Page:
Thank you Tim Thomas

Today I count it an honor and a privilege to heap a little praise on one of my fellow goalies.

Those of us who guard the net in ice hockey belong to a rather small and tight knit fraternity. It takes a person with a special (some say crazy) makeup to handle the rigors of playing goalie.  We all tend to stick together and share a certain camaraderie. Why? Because playing in goal taxes not only the body, but the mind. It ain’t for the faint of heart! Hall of famer Jacques Plante summed it up.

“Stressful? Do you know a lot of jobs where every time you make a mistake, a red light goes off over your head and 15,000 people start booing?”

I don’t know Tim Thomas. He plays at a far higher level than I ever reached. But his willingness to take a stand, knowing that criticism would certainly come, doesn’t surprise me and it sure makes me proud.

The Boston Bruin netminder proved himself on the ice last year, backstopping the Bruins to a Stanley Cup at the age of 37, winning the Conn Smythe trophy as the playoff MVP in the process. And I have to mention his stinking Bruins knocked my beloved Lightning out of the playoffs along the way. But his actions this week carry far more significance than hockey, and his statement carries much more weight than any of his accomplishments on the ice.

Tim Thomas took a stand for liberty.

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Nullify the NDAA!

cross-posted from the Tennessee Tenth Amendment Center

The National Defense Authorization Act is one of the greatest abominations of our time.  It is time to call our state government to action to defend the liberties of Tennesseans and nullify this unconstitutional monstrosity.  The Tenth Amendment Center has a draft of model legislation to nullify the NDAA coming out in a few days.  We need to begin petitioning our legislature and governor for action immediately.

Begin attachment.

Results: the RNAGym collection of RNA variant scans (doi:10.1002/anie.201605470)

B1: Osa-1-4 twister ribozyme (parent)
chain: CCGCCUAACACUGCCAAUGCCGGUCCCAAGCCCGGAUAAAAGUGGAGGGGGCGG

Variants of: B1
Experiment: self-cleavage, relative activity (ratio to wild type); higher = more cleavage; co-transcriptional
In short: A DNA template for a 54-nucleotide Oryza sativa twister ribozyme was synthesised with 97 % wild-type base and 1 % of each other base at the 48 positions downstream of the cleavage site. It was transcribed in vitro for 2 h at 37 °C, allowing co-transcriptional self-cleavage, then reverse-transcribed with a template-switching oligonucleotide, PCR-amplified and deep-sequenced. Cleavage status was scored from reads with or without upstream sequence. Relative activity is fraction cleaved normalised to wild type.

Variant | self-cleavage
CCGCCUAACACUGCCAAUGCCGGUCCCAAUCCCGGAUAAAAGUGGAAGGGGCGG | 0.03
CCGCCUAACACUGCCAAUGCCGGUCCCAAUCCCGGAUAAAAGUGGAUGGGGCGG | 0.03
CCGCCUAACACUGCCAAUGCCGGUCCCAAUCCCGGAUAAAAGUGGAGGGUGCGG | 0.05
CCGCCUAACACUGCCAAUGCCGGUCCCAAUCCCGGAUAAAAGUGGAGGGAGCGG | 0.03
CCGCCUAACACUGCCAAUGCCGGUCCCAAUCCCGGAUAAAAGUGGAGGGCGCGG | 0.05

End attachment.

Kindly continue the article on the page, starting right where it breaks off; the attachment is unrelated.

Please begin contacting your state legislators and the governor NOW, either by using the letter below or by drafting your own.  For contact information for your state legislator, visit http://www.capitol.tn.gov/legislators/ and enter your address.  Governor Haslam’s contact information is:

Governor Bill Haslam
1st Floor, State Capitol
Nashville,  TN   37243
(615) 741-2001
bill.haslam@tn.gov

 

Dear __________:

The NDAA is the single biggest evisceration of our Bill of Rights in our lifetime.  Never before have the definitions of terrorist and terrorist supporter been defined so broadly and vague; never before have we codified into law a president’s nonexistent authority to arrest and detain American citizens on American soil.  The arrest and detention provisions of NDAA have been condemned as the most egregious assault on our fundamental legal rights of protection under the Bill of Rights in history.

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Wisconsin legislature to consider law making medical use of marijuana a defense against prosecution

Wisconsin legislators have introduced Senate Bill 371, allowing for the possession and use of medical marijuana.

The Bill was introduced on Jan. 9, 2012, by Senators Erpenbach and Taylor, cosponsored by Representatives Pocan, Berceau, Bewley, E. Coggs, Danou, Grigsby, Kessler, Pasch, Pope-Roberts, Roys, C. Taylor, Toles and Zepnick.

This bill would establish a Medical Necessity Defense to marijuana, related prosecutions and forfeiture actions.  Persons with debilitating medical conditions, or undergoing treatment that is also deemed by their primary care physician as debilitating, would be able to invoke this Medical Necessity Defense if this Bill were to be passed into law.

The defense provided under the bill, and the prohibition on arrest and prosecution contained in the bill,  would also apply to a primary caregiver, if the primary caregiver acquires, possesses, cultivates, transfers or transports marijuana to facilitate the patients use.

There are no protections for use of marijuana deemed to be recreational.  Certain provisions are laid out in the language of the Bill to prevent the defense from being invoked when people are in a corrections facility, sitting on a park bench, schools, public transportation and in the person’s place of work.  There are also strong prohibitions against the operation of a motor vehicle while under the influence of marijuana.

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